No. 73 Squadron RAAF

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No. 73 Squadron RAAF
A No. 73 Squadron Anson at Nowra in 1944
A No. 73 Squadron Anson at Nowra in 1944
Active 1942–1944
Country  Australia
Branch  Royal Australian Air Force
Role Maritime patrol
Engagements World War II
Insignia
Squadron code NJ
Aircraft flown
Patrol Anson

No. 73 Squadron was a Royal Australian Air Force (RAAF) maritime patrol squadron of World War II. It was formed in July 1942 and conducted patrols off the east coast of Australia until July 1944. The squadron was disbanded in September 1944.

History[edit]

No. 73 Squadron was formed at Cootamundra, New South Wales on 1 July 1942 from personnel loaned by No. 1 Air Observers School.[1] The squadron's formation was part of the RAAF's response to Japanese submarine attacks on shipping off Australia during mid-1942, and it was equipped with Avro Anson training aircraft. While it was recognised that the Ansons lacked sufficient range and payload to be effective in the anti-submarine role, superior aircraft were not available.[2] The squadron conducted training in the Cootamundra and Wagga Wagga areas during July and early August.[1]

The squadron moved to RAAF Base Nowra in September and began flying operational patrols. It was allocated twelve Ansons in October, which were split equally between its two flights. 'A' Flight's six aircraft were based at Nowra and 'B' Flight was stationed at RAAF Base Richmond. 'B' Flight moved to Camden on 2 November 1942 and a 'C' Flight with four Ansons was briefly formed at Coffs Harbour, New South Wales from 10 July to 11 August 1943. The personnel loaned from No. 1 Air Observers School were replaced in January 1943.[1]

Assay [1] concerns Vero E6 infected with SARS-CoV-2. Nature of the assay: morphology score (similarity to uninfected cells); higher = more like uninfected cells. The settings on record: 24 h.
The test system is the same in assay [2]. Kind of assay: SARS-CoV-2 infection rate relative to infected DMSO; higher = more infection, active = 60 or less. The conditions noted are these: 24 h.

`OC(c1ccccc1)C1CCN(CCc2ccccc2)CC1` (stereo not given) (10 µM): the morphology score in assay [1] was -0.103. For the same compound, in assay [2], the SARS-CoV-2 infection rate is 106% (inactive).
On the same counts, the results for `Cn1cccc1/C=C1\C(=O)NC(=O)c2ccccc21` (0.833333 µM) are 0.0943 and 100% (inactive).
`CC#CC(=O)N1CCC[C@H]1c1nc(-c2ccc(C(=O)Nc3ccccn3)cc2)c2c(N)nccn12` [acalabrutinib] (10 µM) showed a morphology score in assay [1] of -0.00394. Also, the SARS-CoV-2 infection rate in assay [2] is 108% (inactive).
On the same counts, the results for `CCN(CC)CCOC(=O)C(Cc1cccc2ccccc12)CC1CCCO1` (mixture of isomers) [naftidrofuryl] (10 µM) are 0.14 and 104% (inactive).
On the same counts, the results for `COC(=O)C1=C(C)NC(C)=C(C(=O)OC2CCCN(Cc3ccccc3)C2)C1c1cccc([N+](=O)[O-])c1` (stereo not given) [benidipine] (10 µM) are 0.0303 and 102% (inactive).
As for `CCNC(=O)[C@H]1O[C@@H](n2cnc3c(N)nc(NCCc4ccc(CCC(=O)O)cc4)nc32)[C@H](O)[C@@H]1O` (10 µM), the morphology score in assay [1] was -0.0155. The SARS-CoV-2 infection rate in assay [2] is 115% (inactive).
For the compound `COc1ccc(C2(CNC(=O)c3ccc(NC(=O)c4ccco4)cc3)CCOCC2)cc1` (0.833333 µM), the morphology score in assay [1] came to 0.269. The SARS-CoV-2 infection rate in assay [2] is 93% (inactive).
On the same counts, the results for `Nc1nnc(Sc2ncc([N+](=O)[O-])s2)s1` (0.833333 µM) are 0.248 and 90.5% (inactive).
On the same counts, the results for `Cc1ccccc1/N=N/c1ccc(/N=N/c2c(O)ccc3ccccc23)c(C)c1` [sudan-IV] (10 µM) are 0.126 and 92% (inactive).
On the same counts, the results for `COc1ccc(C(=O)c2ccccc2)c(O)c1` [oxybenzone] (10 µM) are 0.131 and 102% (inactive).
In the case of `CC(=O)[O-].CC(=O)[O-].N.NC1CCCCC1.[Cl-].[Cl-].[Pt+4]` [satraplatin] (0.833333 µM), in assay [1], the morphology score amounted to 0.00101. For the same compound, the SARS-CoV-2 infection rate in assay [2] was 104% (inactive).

No. 73 Squadron conducted anti-submarine and convoy escort patrols off the Australian east coast for most of its existence. These were normally uneventful, and no submarines were sighted.[3] Six aircraft were lost in flying accidents, however.[4] The squadron's aircraft had their gun turrets removed and Air-to-Surface Vessel (ASV) radar installed during 1943, and it was equipped with 13 ASV Ansons at the end of January 1944.[5]

In November 1943 the RAAF began to reduce its anti-submarine effort as no Japanese submarine attacks had been made in Australian waters since the middle of the year.[6] The RAAF ceased flying anti-submarine escort patrols south of the 24th parallel from February 1944, which somewhat eased No. 73 Squadron's workload. The squadron was notified on 24 July that it was to be disbanded as part of a further reduction in the RAAF's anti-submarine forces, and flying ceased that day.[5][7] The unit was formally disbanded on 9 September 1944.[5]

Notes[edit]

  1. ^ a b c RAAF Historical Section (1995), p. 90
  2. ^ Wilson (1992), p. 48
  3. ^ RAAF Historical Section (1995), pp. 90–91
  4. ^ Barr, Joe (2009). "ADF Aircraft Serial Numbers RAAF A4 Avro Anson". ADF Serials. Retrieved 14 November 2009. 
  5. ^ a b c RAAF Historical Section (1995), p. 91
  6. ^ Odgers (1968), pp. 156–157
  7. ^ Odgers (1968), p. 349

References[edit]

  • Eather, Steve (1995). Flying Squadrons of the Australian Defence Force. Weston Creek: Aerospace Publications. ISBN 1-875671-15-3. 
  • Odgers, George (1968). Air War Against Japan 1943–1945. Australia in the War of 1939–1945. Series 3 – Air (reprint ed.). Canberra: Australian War Memorial. 
  • RAAF Historical Section (1995). Units of the Royal Australian Air Force. A Concise History. Volume 4 Maritime and Transport Units. Canberra: Australian Government Publishing Service. ISBN 0-644-42796-5. 
  • "No 73 Squadron". Royal Australian Air Force Museum. Retrieved 3 November 2009. 
  • Wilson, Stewart (1992). Anson, Hundson & Sunderland in Australian Service. Weston Creek: Aerospace Publications. ISBN 1-875671-02-1. 

External links[edit]